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Old 12-20-2017, 03:18 AM   #15
Carlosfandango
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At the end of the day (as with any product) you only hear about the problems! The vast majority of owners donít frequent forums or have issues with their car so donít express their satisfaction! I also believe forums can breed paranoia about issues, I know I notice every little knock or squeak with this car and then search about it normally opening a can of worms that the average owner wouldnít ever notice/be concerned with, the thing with the GTI/R is that they are owned by people that DRIVE them! This in itself can lead to more component failures that we hear about here due to those same people being enthusiasts that use the forums to research these same failures, I think if anyone on here moved to another brand they would join a forum for said brand and the experience would be very similar regardless of manufacturer!


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Old 12-20-2017, 12:08 PM   #16
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Originally Posted by GroceryGTIer View Post
Based on reliability ratings... vw is low, BMW is low, Audi is low (not all models of course) etc. If you look at highest and lowest rating our cars aren't up there too high.
I understand that, and I'm saying that I believe it's at least partially due to the owners. When I replace an alternator in my garage it doesn't get documented, when Sally hears a "strange noise" she goes to the dealer and has it repaired. It costs her a pretty penny and she makes her dissatisfaction know. Volkswagens are bought by a lot of Sallys. I'm not saying that these cars are as reliable as many of the Japanese cars, but I suspect a lot of the numbers are inflated and that the difference between a VW and a Honda might not be as big as it seems.
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Old 12-20-2017, 12:19 PM   #17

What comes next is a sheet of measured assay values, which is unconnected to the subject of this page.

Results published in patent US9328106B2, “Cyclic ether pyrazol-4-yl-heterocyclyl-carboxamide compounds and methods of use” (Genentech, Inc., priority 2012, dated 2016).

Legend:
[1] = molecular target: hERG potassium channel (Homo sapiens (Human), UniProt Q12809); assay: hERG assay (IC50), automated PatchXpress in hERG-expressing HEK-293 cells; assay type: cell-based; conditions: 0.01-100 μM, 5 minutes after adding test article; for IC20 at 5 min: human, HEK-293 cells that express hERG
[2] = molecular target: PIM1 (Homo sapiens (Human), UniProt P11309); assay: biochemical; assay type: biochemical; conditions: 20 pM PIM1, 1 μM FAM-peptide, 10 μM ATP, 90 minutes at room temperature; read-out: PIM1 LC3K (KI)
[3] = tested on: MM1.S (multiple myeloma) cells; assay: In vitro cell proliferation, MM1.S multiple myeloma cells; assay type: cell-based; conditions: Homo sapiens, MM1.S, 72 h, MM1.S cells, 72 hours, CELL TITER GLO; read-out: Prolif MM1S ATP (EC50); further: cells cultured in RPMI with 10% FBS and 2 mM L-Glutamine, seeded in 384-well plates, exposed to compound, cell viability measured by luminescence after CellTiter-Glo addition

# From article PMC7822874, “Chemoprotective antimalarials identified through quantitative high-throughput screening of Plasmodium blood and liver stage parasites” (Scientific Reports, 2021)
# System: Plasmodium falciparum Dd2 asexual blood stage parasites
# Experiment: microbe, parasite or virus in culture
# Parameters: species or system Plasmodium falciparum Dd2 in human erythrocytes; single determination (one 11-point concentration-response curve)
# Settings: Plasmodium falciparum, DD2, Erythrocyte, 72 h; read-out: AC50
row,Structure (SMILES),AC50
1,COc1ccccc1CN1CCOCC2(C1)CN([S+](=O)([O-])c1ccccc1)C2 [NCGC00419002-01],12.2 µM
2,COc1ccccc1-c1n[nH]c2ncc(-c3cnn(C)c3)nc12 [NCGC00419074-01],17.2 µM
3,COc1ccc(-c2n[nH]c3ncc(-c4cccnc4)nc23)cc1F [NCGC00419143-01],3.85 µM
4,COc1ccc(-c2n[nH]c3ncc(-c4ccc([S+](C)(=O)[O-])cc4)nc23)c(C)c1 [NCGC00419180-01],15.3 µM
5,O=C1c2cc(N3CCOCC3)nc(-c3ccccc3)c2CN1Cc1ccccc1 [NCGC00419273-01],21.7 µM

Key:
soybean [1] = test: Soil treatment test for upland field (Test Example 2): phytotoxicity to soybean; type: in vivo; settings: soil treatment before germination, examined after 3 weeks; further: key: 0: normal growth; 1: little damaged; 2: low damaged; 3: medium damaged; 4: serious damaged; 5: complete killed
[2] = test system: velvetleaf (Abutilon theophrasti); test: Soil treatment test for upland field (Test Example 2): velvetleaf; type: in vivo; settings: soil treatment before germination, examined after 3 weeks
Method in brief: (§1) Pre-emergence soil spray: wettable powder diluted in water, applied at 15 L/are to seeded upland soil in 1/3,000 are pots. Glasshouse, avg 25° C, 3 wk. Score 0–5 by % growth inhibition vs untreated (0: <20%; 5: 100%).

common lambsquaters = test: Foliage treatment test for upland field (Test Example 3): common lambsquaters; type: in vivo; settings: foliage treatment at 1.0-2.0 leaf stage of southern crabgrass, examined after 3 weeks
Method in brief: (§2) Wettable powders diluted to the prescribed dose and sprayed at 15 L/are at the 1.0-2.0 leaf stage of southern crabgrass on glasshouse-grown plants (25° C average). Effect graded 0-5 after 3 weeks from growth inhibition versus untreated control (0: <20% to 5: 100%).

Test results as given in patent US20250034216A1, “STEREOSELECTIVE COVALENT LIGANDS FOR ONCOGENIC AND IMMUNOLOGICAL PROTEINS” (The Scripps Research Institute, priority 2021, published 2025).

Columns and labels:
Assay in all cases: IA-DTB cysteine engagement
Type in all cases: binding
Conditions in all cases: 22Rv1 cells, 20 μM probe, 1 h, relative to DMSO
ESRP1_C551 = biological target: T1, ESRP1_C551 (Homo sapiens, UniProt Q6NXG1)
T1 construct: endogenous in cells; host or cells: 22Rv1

Sachz71
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One thing . Buy OEM parts.
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Old 12-20-2017, 12:24 PM   #18
nvturbo
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Originally Posted by Dans GTI View Post
Define "high failure rate". What leads to a high failure rate? Generally when you talk about German cars and them being unreliable time after time i see one constant, and that is the failure to properly maintain and service the car. German cars have to be maintained regularly and with quality parts. A relative of mine has a repair facility and you would be surprised the amount of people who bring in their BMW/Mercedes/Audi's with parts they bought online because they found a great deal. Well, sorry to break it to you the $40 china water pump you bought instead of the $180 OE/OEM pump won't last long.
So....you're trying to tell me the superior quality water pumps found at your local VW dealership is failure proof? LOL....Not sure what you've been taking/smoking but get real.
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Old 12-20-2017, 12:28 PM   #19
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So....you're trying to tell me the superior quality water pumps found at your local VW dealership is failure proof? LOL....Not sure what you've been taking/smoking but get real.


No need to be nasty. A lot of repeat failures of the VW water pumps have been to improper install by the monkeys at the stealership. Iíve seen it.
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Old 12-20-2017, 12:37 PM   #20
Sachz71
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I just crossed 130,000 miles today and here is a brief overview:



Issues

- Waterpump (pre-recall) at 45k miles (warranty)

- Waterpump (recall) at 85k miles (warranty)

- HPFP at 42k miles (warranty)



Issues of My Own Doing